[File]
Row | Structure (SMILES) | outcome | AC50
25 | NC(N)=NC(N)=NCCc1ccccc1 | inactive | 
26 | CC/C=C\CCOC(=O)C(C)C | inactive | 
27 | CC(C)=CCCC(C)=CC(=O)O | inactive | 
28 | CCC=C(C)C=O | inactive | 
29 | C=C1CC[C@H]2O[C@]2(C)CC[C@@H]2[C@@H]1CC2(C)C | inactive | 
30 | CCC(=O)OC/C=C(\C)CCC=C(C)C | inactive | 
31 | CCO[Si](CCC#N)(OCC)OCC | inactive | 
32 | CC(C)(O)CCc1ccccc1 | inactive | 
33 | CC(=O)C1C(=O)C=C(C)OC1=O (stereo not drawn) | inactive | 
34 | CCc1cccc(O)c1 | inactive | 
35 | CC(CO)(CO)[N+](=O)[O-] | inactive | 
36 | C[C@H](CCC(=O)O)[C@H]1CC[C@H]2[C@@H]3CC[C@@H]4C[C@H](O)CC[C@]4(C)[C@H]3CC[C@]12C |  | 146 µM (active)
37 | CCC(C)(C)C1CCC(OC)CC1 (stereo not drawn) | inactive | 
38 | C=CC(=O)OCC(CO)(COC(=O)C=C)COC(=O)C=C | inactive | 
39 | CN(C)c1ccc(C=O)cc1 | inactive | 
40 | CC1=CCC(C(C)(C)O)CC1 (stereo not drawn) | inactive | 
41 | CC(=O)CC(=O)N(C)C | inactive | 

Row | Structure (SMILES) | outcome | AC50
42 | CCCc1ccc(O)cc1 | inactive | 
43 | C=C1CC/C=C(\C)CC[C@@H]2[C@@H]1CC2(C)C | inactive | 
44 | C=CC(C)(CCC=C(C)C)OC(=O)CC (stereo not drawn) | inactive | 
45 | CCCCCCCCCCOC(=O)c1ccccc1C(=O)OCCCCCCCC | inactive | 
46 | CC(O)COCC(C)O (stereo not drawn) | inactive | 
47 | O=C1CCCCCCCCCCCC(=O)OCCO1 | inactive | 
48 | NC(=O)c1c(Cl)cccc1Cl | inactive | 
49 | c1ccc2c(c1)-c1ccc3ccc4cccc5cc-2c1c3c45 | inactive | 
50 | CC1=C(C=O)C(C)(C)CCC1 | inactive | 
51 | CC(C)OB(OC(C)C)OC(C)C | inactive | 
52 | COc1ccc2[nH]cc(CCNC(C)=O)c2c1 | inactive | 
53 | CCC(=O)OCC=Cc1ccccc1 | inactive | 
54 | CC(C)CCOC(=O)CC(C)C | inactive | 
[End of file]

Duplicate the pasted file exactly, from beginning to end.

Row | Structure (SMILES) | outcome | AC50
25 | NC(N)=NC(N)=NCCc1ccccc1 | inactive | 
26 | CC/C=C\CCOC(=O)C(C)C | inactive | 
27 | CC(C)=CCCC(C)=CC(=O)O | inactive | 
28 | CCC=C(C)C=O | inactive | 
29 | C=C1CC[C@H]2O[C@]2(C)CC[C@@H]2[C@@H]1CC2(C)C | inactive | 
30 | CCC(=O)OC/C=C(\C)CCC=C(C)C | inactive | 
31 | CCO[Si](CCC#N)(OCC)OCC | inactive | 
32 | CC(C)(O)CCc1ccccc1 | inactive | 
33 | CC(=O)C1C(=O)C=C(C)OC1=O (stereo not drawn) | inactive | 
34 | CCc1cccc(O)c1 | inactive | 
35 | CC(CO)(CO)[N+](=O)[O-] | inactive | 
36 | C[C@H](CCC(=O)O)[C@H]1CC[C@H]2[C@@H]3CC[C@@H]4C[C@H](O)CC[C@]4(C)[C@H]3CC[C@]12C |  | 146 µM (active)
37 | CCC(C)(C)C1CCC(OC)CC1 (stereo not drawn) | inactive | 
38 | C=CC(=O)OCC(CO)(COC(=O)C=C)COC(=O)C=C | inactive | 
39 | CN(C)c1ccc(C=O)cc1 | inactive | 
40 | CC1=CCC(C(C)(C)O)CC1 (stereo not drawn) | inactive | 
41 | CC(=O)CC(=O)N(C)C | inactive | 

Row | Structure (SMILES) | outcome | AC50
42 | CCCc1ccc(O)cc1 | inactive | 
43 | C=C1CC/C=C(\C)CC[C@@H]2[C@@H]1CC2(C)C | inactive | 
44 | C=CC(C)(CCC=C(C)C)OC(=O)CC (stereo not drawn) | inactive | 
45 | CCCCCCCCCCOC(=O)c1ccccc1C(=O)OCCCCCCCC | inactive | 
46 | CC(O)COCC(C)O (stereo not drawn) | inactive | 
47 | O=C1CCCCCCCCCCCC(=O)OCCO1 | inactive | 
48 | NC(=O)c1c(Cl)cccc1Cl | inactive | 
49 | c1ccc2c(c1)-c1ccc3ccc4cccc5cc-2c1c3c45 | inactive | 
50 | CC1=C(C=O)C(C)(C)CCC1 | inactive | 
51 | CC(C)OB(OC(C)C)OC(C)C | inactive | 
52 | COc1ccc2[nH]cc(CCNC(C)=O)c2c1 | inactive | 
53 | CCC(=O)OCC=Cc1ccccc1 | inactive | 
54 | CC(C)CCOC(=O)CC(C)C | inactive | 